An Interview with Leslie Bazzett

Leslie Bazzett’s story, “Preludes,” was published in Issue 63.2 of The Carolina Quarterly. Her work has been published in New England Review, where it was nominated for a Pushcart Prize and received special mention, in addition to West Branch (also nominated for a Pushcart Prize) and New England Review Digital. Her novel, Abandon, was a finalist for the James Jones First Novel Fellowship, and was nominated for a Pushcart Editor’s Choice Award. Preludes will be her first publication in the Quarterly. Leslie grew up in a family of artists and was trained as a classical musician but, from the age of 10, has always wanted to be a writer.

- Moira Bradford, Fiction Staff

 

Leslie Bazzett (LB): I have always written, but I only recently attended my first writers’ conference. A friend of mine—a playwright—mentioned to me that people would be obsessed with point of view. I definitely found that to be true!

Carolina Quarterly (CQ): What do you think the obsession with point of view is?

LB: I think… I was a little astonished. I read a lot of work where there is shift in the narrative point of view, and I’m married to a poet, and so I’m used to approaching reading with verve. I respond to that (the obsession with POV) with a certain amount of bafflement and amusement. I think people who go to workshops are attuned to talking about point of view shifts, but I don’t think it throws readers. I think this is a case where writers are being lazier reader than readers are!

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AWP 2014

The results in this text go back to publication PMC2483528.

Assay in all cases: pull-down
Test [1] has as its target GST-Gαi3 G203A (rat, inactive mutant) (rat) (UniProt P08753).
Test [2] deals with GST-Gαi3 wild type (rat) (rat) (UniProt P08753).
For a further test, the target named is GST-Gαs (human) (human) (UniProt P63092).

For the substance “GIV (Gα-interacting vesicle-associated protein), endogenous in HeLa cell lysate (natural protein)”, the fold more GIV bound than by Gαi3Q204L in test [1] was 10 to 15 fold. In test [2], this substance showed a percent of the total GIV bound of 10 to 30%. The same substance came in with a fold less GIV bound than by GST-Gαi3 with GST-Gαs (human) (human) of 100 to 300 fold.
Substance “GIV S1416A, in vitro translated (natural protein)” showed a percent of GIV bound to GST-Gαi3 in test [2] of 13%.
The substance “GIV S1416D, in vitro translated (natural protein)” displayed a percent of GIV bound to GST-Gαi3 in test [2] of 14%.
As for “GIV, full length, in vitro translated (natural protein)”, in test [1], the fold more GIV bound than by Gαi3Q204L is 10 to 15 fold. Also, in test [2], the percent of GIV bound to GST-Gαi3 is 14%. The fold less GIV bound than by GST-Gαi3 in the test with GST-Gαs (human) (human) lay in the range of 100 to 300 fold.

Thanks to everyone who made this a great AWP!

Did you pick up one of our teaser postcards? Click below and enter the password from your postcard to read the rest of the piece:

Aaron App’s “Barbecue Catharsis”

Suzanne Marie Hopcroft’s “Turn and Return”

Philip Holden’s “Stranger”

Like what you see and ready to submit? Find our submission guidelines here.

Need to get in touch? Here’s how.

See you next year!

El Dorado

By Michael Leal García

A Carolina Quarterly web exclusive

 

    From birth until the sixth grade, home was a room on the tenth floor of the Hotel El Dorado in downtown Los Angeles. During its heyday in the 1910s and the 1920s, the hotel stood at the foot of the Spring Street Financial District—the Wall Street of the West—amidst the Braly Building (at twelve stories tall, the city’s first skyscraper), the Hotel Alexandria (frequented by Humphrey Bogart and Greta Garbo), and, just blocks away, City Hall, all regal and white, looming over the blooming metropolis. For a brief period of time the El Dorado even laid claim to its own celebrity resident in Charlie Chaplin. By the 1960s the financial institutions had mostly fled west to Wilshire and Figueroa, and the burgeoning quarter was rendered hollow, splendor laid waste.